Friday, December 18, 2015
Yesterday my son brought home his school project: a clay sculpture of mountains, rivers, and other natural features, shaped and painted like a chicken's head, with a black volcano for an eye. He called it Cluckington Island.
Prior to this, "Cluckington Island" had been mentioned around the dinner table, but as I had no idea what he was talking about, I simply nodded and moved on.
Now seeing the thing for myself, I was impressed. My son had used a topography lesson to make a chicken-shaped world, populated by chickens, in which all human-imposed labels were irrelevant. Cluckington Island!
Nature is a big theme this school year. For months his class studied "the wetlands" across a variety of platforms. They journalled about the wetlands after viewing wetland-themed documentaries. They took a field trip to the wetlands to see, firsthand, the storied interplay between water and land. Their math problems began, Two ducks and a cormorant walk into an estuary, or maybe those were their little wetland-nerd jokes, swapped merrily amongst themselves.
"Aren't you done with the wetlands yet?" I'd ask. No, there was still much to be learned!
I tried to summon every fact I myself knew about the wetlands. It came down to a single Onion headline -- an off-color joke about "federal wetlands" -- but that hardly seemed an appropriate subject for third grade.
Anyway: Cluckington Island. It sounded like a place Thomas the Tank Engine would let off passengers before resuming his loop around a pastel-colored postwar Britain.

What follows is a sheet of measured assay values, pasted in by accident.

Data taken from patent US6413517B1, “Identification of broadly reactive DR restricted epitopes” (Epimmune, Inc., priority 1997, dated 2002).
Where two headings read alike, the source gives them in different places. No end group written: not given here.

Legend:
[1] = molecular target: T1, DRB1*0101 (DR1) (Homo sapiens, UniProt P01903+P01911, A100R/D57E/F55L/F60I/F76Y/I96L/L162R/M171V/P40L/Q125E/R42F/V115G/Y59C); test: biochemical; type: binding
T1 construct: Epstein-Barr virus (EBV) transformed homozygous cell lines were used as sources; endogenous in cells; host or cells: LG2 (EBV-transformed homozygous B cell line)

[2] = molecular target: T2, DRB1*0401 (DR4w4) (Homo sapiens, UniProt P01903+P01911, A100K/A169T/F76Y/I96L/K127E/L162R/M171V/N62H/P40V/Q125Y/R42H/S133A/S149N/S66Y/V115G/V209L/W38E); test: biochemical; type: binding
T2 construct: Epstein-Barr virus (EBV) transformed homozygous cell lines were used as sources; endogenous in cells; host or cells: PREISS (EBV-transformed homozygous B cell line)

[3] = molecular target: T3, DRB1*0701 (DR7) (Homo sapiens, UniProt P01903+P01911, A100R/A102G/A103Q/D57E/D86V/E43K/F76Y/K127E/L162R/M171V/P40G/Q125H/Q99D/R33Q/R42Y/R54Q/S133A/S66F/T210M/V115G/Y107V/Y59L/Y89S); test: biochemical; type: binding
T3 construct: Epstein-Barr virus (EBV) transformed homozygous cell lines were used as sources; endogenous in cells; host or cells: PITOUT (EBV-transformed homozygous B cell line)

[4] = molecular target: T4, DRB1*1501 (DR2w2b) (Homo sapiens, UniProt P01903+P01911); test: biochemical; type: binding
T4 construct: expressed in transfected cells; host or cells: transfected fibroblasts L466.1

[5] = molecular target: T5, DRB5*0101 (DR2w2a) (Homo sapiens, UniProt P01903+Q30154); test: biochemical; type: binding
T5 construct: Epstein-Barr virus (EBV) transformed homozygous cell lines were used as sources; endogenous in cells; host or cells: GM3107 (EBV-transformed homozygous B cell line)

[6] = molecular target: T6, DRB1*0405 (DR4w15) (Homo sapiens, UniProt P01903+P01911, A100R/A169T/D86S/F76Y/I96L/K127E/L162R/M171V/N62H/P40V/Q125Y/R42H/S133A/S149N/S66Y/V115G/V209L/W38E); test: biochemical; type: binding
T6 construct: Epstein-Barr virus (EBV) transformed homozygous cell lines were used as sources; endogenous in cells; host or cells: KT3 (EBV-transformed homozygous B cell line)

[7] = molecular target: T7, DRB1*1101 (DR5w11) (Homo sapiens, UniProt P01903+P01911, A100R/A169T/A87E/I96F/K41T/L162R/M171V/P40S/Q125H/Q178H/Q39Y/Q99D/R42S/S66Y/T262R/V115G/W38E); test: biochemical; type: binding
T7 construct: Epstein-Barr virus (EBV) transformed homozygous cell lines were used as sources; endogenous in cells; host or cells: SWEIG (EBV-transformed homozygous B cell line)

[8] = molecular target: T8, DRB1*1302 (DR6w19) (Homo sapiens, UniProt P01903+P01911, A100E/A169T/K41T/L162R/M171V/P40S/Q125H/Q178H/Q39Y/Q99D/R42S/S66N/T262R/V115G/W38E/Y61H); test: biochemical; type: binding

Back in Oakland, where my three-year-old son watched a lot of Thomas & Friends, I began to develop "feelings" for the human chief of the railroad, Sir Topham Hatt. He was so powerful and confident, so dapper in his eponymous top hat! Through narrowed eyes I regarded the potato-shaped Mrs. Hatt, who lived in a beautiful house by the railroad without a care in the world! If only Sir Hatt would turn his gaze from the tracks and see my heroic struggles, perhaps I could lure him away, for he could not bear to see me suffer in this manner . . .
I was sleep-deprived, and my thinking tended toward the dissociative. Every time we visited a place, I would speak -- jokingly! -- of running away from home and beginning a new life there under an assumed identity. If I could not be Lady Hatt, I would be someone else -- anyone else. Of course, I would -- after a period of recuperation -- send for the children, and we'd live a pastel-colored life, far away from Oakland, California, on Cluckington Island . . .
And it has worked out just that way.
"Your island is fantastic," I remarked to my son, now almost nine, as we walked across the school playground with his sister.
"Thanks," he said.